« ZurückWeiter »
by Lieutenant-Colonel Cruger, who, in the present circumstances, had thought it expedient to evacuate his post at Ninety-six. On the junction of the forces of these two commanders, Greene retired to the heights above Santee, from whence he sent his active coadjutors, Marion and Sumpter, with strong scouting parties, to interrupt the communication between Orangeburgh and Charleston. As a last effort to maintain their influence in the center of the province, the British took post in force near the confluence of the Waterce and the Congaree; but on the approach of Greene, they retreated for the space of forty miles, and waited his threatened attack at the Eutaw Springs.* Here
*"On the 8th of September, at four in the morning, General Greene advanced with 2000 men, to attack them in their encampment. His army moved from the ground in the following order. The South and North Carolina militia, commanded by Generals Marion and Pickens, and by Colonel Malmedy, composed the front line; the continental troops, from North Carolina, Virginia, and Maryland, led on by General Sumner, Lieutenant-Colonel Campbell, and Colonel Williams, composed the second line. The legion of Lieutenant-Colonel Lee covered the right flank; and the State troops of South Carolina, under Lieutenant-Colonel Henderson, covered the left. Lieutenant-Colonel Washington with his cavalry, and Captain Kirkwood with the Delawarc troops, formed a corps de reserve. As the army advanced, the van fell in with two parties of the British, about four miles from the camp of Eutaw, and was briskly attacked: but the enemy, on receiving a heavy fire from the State troops, and a charge with the bayonet from the infantry of the legion, soon retired. On notice of the approach of the Americans, Lieutenant-Colonel Stewart, who commanded the British army, immediately formed the line of battle. It was drawn up obliquely across the road, on the heights near Eutaw Springs. The right flank was covered by a battalion, commanded by Major Majoribanks, the left of which approached the road, and was concealed by a thick hedge. The road was occupied by two pieces of artillery, and a covering party of infantry. The front lines of the Americans continuing to fire and advance, the action soon became general. In the heat of the engagement, Colonel Williams and Lieuten
To what place did he then retreat?
an obstinate engagement took place, in which the British were defeated with the loss of 1100
and were compelled to abandon the province to the republicans, and take shelter in Charleston. Of all the incidents of the Ameri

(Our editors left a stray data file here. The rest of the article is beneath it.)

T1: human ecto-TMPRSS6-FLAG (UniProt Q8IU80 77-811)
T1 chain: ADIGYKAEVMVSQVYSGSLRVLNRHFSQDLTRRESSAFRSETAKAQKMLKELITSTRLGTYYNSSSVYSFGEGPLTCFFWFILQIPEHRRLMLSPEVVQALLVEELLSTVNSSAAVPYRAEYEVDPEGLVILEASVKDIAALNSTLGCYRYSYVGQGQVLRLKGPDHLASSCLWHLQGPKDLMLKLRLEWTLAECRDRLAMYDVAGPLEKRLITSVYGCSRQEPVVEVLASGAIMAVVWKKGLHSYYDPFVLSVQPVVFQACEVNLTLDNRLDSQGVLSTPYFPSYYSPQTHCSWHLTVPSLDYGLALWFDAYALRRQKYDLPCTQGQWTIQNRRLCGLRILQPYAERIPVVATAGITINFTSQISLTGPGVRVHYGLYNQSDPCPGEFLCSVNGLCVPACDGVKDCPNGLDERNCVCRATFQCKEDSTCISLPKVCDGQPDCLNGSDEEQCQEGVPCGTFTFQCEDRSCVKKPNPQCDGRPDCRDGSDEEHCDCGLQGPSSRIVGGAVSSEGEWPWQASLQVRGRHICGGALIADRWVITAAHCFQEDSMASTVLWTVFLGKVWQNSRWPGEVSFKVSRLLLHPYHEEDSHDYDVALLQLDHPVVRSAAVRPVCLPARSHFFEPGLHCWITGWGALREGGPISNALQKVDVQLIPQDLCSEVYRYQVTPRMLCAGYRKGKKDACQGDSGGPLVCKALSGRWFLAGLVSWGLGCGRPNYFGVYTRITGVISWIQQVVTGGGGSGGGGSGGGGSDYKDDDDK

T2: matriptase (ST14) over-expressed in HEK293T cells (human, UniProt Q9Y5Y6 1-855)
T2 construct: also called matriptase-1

ant-Colonel Campbell, with the Maryland and Virginia continentals, were ordered to charge with trailed arms; and nothing could exceed the intrepidity with which these orders were executed. The troops rushed on in good order through a tremendous fire of artillery and musketry, and bore down all before them. Lieutenant-Colonel Campbell, while leading on his men to the decisive charge, received a mortal wound. On inquiring, after he had fallen, who gave way, and being told that the British were fleeing in all quarters, he said, “I die contented,” and immediately expired. A part of the British line, consisting of new troops, broke and fled; but the veteran corps received the charge of the assailants on the points of their bayonets. The hostile ranks were a short time intermingled, and the officers fought hand to hand; but Lee, who had turned the British left flank, charging them at this instant in the rear, their line was soon completely broken, and driven off the field. They were vigorously pursued by the Americans, who took upward of 500 of them prisoners. The enemy, on their retreat, took post in a large three story brick house, and in a picketed garden; and from these advantageous positions renewed the action. Four 6 pounders were ordered up before the house; but the Americans were compelled to leave these pieces and retire. They formed again at a small distance in the woods; but General Greene, thinking it inexpedient to renew the desperate attempt, left a strong picket on the field of battle, and retired with his prisoners to the ground from which he had marched in the morning. In the evening of the next day, Lieutenant-Colonel Stewart, leaving 70 of his wounded men and 1000 stand of arms, moved from Eutaw toward Charleston. The loss of the British, inclusive of prisoners, was supposed to be not less than 1100